Australia’s burning while the climate changes

The Australian bushfires have shocked the world. To fight the fires of the future, we need to work better together, writes Australia-resident Bart Meehan.

The bushfires that are devastating so much of regional Australia, have rightly received international attention.  They are unprecedented events: Mega fires that have burned almost six millions hectares,  as well as destroying 1500 houses and, as of the time of writing, killing  28 people (along with an estimated 500 million animals – wild and domestic).

Some of the worst fires have been on the south coast of New South Wales, where thousands of people were holidaying over the Christmas/New Year break.   A friend, who owns a home in that area, posted a video that graphically depicts the threat he and others faced.  While he managed to save his house, many lost everything. Recovery, when it begins will cost billions and take years.

For those overseas, and indeed even in Australia, it may be hard to truly understand the power of bushfires.   I am a city boy, so most of my experience of fires has been limited to horrific images on the nightly news.

The one exception was as a young man, when I was serving in the Australian Air Force.  I was assigned to help volunteer firefighters battling a massive blaze in the Blue Mountains outside Sydney.

We were clearing an area to make a fire break when the wind changed.  Flames 30 metres high suddenly started racing towards us, hitting dry bush and gums trees that literally exploded.  It was a scene from the Apocalypse and there was no way of  stopping it.  (I should note that, at this point, I looked around and saw the fire fighters had started running towards the vehicle.  I had given them a 10 metre head start but still beat them to the backseat.)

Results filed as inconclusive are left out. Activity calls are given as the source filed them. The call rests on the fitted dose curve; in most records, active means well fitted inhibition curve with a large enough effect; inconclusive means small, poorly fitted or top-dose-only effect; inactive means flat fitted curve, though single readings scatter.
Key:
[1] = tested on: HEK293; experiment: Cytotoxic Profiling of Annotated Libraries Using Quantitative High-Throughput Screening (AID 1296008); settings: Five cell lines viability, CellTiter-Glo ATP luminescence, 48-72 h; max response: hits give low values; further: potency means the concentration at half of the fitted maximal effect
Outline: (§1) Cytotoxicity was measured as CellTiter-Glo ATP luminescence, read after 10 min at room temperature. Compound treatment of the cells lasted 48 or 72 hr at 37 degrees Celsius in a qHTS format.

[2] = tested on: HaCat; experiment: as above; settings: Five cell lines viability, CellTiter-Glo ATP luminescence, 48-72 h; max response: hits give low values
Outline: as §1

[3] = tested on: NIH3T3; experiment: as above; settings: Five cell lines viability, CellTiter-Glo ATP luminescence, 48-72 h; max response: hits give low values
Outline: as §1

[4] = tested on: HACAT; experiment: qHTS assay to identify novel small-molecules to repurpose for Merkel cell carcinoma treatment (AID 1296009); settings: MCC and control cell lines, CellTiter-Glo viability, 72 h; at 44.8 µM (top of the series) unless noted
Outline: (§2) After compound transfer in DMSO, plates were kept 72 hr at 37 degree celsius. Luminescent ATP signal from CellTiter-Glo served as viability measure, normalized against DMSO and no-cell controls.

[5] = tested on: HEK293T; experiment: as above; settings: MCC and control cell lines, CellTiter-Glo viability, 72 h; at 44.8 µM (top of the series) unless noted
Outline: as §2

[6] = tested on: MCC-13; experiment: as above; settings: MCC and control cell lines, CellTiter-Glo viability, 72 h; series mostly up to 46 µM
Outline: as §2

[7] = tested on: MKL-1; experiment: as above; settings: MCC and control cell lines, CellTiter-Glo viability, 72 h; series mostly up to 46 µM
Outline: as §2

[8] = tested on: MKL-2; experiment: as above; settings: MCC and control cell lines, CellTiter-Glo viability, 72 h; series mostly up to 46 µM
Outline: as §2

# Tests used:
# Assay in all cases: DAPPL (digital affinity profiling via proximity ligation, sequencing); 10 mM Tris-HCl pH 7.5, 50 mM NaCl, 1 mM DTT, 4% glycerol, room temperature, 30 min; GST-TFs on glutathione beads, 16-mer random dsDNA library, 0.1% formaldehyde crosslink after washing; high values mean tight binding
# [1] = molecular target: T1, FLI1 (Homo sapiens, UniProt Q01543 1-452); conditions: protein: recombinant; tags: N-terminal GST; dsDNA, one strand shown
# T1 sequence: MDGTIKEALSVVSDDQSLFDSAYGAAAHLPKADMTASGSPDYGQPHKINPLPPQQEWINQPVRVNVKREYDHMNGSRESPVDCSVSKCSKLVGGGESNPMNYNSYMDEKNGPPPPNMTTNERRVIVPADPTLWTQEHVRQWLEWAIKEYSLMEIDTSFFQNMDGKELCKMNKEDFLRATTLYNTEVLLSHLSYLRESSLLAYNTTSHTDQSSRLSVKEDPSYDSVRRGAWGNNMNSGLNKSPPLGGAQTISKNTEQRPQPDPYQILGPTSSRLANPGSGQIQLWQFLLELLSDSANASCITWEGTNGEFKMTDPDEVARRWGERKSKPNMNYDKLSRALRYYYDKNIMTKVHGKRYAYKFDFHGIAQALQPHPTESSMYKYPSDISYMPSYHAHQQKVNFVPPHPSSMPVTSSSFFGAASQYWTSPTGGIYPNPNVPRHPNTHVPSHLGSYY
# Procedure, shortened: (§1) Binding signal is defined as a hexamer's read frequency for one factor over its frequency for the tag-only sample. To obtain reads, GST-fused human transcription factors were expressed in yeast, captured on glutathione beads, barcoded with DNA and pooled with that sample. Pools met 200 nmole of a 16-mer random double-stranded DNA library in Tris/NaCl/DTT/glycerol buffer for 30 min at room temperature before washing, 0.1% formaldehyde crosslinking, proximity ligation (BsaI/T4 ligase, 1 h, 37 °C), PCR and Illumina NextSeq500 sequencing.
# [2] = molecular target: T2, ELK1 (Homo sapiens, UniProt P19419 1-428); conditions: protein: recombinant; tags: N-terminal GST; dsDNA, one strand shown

Each year, somewhere in Australia, communities face the threat of fire.  Indeed my own city, Canberra, was devastated in 2003, when bushfires roared into our southern suburbs, burning hundreds of houses, as well as destroying the Australian National University’s Research School of Astronomy and Astrophysics at Mount Stromlo campus.

While Canberra has not, as yet, been directly threatened by this year’s fires, the city has been blanketed by the smoke for weeks, creating health problems particularly for those with respiratory conditions, highlighting another significant risk posed by this disaster.  On several days the air quality was rated the worst in world, with an measurement of 7700.  The Air Quality Index ranks 200 as hazardous.

Other major fires in the past hundred years have included:

1926: Victoria 60 dead, 1,000 buildings destroyed

1939: Victoria 71 dead, 5,000 buildings destroyed

1967: Tasmania 62 dead, 1,300 buildings destroyed

1983: South Eastern Australia 75 dead, 3,000 buildings destroyed

2009: Victoria  180 dead, 3,500 buildings destroyed

As tragic and terrifying as this list is, it confirms a reality:  Fire is part of Australia’s natural cycle.  We are a country that burns and, indeed many of our eco systems have evolved to become fire-dependent.

Notwithstanding this, the question of what role climate change has played in this recent disaster, has rightly been asked.

Breaking records

In a progressively warming world, 2019 was the country’s hottest and driest year on record.  That comes on top of a long period of drought that has seen much of the native vegetation dry out, thus creating a fuel source to feed fires.  Added to this, rising temperatures have extended the bushfire season (the first significant fires began in September last year), while reducing off-season opportunities to complete hazard reduction activities, such as controlled burning off of these fuel loads.